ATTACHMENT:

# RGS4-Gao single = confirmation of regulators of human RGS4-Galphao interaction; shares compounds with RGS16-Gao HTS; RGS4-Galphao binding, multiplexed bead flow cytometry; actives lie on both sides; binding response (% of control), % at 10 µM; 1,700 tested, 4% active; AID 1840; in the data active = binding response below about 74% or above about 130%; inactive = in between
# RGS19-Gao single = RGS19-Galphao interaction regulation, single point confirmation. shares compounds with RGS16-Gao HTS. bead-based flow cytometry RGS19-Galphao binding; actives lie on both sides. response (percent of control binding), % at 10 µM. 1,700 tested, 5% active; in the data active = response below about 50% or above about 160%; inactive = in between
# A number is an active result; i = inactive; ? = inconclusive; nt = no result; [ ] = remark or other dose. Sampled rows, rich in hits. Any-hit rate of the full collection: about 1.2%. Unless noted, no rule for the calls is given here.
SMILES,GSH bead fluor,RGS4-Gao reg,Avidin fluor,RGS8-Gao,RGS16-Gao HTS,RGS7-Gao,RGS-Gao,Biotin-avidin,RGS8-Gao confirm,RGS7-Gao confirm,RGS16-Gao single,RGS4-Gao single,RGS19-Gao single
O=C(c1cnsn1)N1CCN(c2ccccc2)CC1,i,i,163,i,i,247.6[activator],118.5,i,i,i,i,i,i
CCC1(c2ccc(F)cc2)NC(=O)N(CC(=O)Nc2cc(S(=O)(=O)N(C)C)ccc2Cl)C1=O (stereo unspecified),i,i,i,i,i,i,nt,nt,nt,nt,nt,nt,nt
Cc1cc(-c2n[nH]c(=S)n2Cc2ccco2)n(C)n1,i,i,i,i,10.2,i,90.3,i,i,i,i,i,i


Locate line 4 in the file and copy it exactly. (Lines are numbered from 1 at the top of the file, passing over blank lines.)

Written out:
SMILES,GSH bead fluor,RGS4-Gao reg,Avidin fluor,RGS8-Gao,RGS16-Gao HTS,RGS7-Gao,RGS-Gao,Biotin-avidin,RGS8-Gao confirm,RGS7-Gao confirm,RGS16-Gao single,RGS4-Gao single,RGS19-Gao single